“Good. Now what was I- Oh, yeah. So the nannies are sorta yelling all the time and one gets used to that sort of racket, and I could sleep through damn near anything. Now, I tell you this so you know what level of ungodly racket they must have been causing that night when they woke me up. Every single one of em musta been hollar’n as loud as they could. It was so much racket that the windows were rattling in their frames and I thought for sure the end times had come and that I better start say’n my prayers.”
The boys were captivated now, staring at the old man, eyes wide.
“So as I’m pulling on my pants, your Gramy, she jumps up and starts doing the same. Of course, I don’t know what I’m about to run in to, so I yell ‘No, you watch from the window, that way if something goes wrong you can call fer help.’
“Well, out the door I go, grabb’n that old shotgun on my way. ‘Goats!’ I’m yell’n, ‘What ya see?’ and, of course, your Gramy followed me.”
“I get out to the nanny’s pen and they’re all out of their shed and running around hollar’n, but appear to be focused on the billy pen. Now, the billy pen was much further away from the house, on account of them stinking and the fact that it could ruin the milk, for reasons I’ve already said. So it’s all the way on the other side of the property.
“I tell you what, never in my life did I wish those stinky bastards were closer as I did when sprinting over there, listening to them screaming. As I got closer I could see something laying motionless on the ground outside in the pen and hear a scuffle going on inside the shed. Closer still and I start hearing this vicious growl among the desperate braying of the billies.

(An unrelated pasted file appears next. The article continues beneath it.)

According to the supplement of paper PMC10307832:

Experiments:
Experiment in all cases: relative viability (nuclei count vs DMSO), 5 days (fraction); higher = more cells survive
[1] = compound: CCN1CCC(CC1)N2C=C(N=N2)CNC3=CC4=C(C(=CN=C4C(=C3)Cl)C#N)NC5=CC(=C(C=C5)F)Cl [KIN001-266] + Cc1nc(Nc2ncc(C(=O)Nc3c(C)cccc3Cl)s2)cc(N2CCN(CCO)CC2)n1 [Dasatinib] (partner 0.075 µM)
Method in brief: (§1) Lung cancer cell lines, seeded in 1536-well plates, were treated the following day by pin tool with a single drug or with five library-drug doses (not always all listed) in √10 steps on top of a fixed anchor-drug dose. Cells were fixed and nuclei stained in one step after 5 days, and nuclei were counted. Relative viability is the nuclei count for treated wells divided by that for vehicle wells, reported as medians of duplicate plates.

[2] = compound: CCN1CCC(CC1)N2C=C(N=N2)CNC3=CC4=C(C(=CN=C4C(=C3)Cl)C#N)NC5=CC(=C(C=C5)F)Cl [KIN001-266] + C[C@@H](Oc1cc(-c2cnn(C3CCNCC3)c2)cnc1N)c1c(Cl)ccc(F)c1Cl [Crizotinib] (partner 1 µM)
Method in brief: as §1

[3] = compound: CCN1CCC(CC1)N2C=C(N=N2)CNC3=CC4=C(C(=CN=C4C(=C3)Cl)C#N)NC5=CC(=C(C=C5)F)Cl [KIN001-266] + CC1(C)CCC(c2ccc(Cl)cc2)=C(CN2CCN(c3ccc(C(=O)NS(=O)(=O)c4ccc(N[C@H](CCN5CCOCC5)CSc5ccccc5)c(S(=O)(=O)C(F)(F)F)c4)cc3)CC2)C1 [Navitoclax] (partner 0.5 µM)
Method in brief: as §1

“I get up close, yelling ‘Get outta there!’ and as I turn the corner to be able to see into the shed, what do you think I find?”
Both boys shook their heads in silent shock.
“Go ahead,” Grampy instructed, “take a guess.”
“A monster?” asked the younger one.
“Had to have been a werewolf,” said the older boy.
“You’re part right. It was a wolf.”
“I had two shells in the shotgun and I fired one off into the air, then pointed the gun at the beast, but he didn’t need to be told twice. He took off, bounding over the fence like it was nothing, leaving behind three dead billies. One outside, two in the shed.
“What do you think of that?”
“Wow,” said the younger boy.
“Wait. So there was no monster or ghost, it was just a regular old wolf?” the older boy demanded.
“Not sure why you expected monsters. You know there’s no such thing, right?”
“Yeah, but I asked for a ghost story.”
“Ohhh,” Grampy said with a laugh, “I though you said ‘goats story’ and I asked myself ‘why on earth would-‘”
“Grampy!” the boy cut him off, exasperated.
“I think I hear your ma roll’n into the driveway, better go and meet her.”
The older boy didn’t hesitate to run into the house, but the younger one stayed right where he was, looking at the old man. After a long hard look, he said “I didn’t hear my mom’s car until after you pointed it out.”
The old man’s grin widened.
“How did you hear that if you couldn’t hear that Buck said ‘Ghost Story?’”
Grampy laughed and said, “You’re a smart kid, Billy. Now run along and give your mom a hug.”
He watched the kid run into the house.
“’Goats story,’ “ he laughed, shaking his head, “You old coot.”
Then he got up and walked in after them.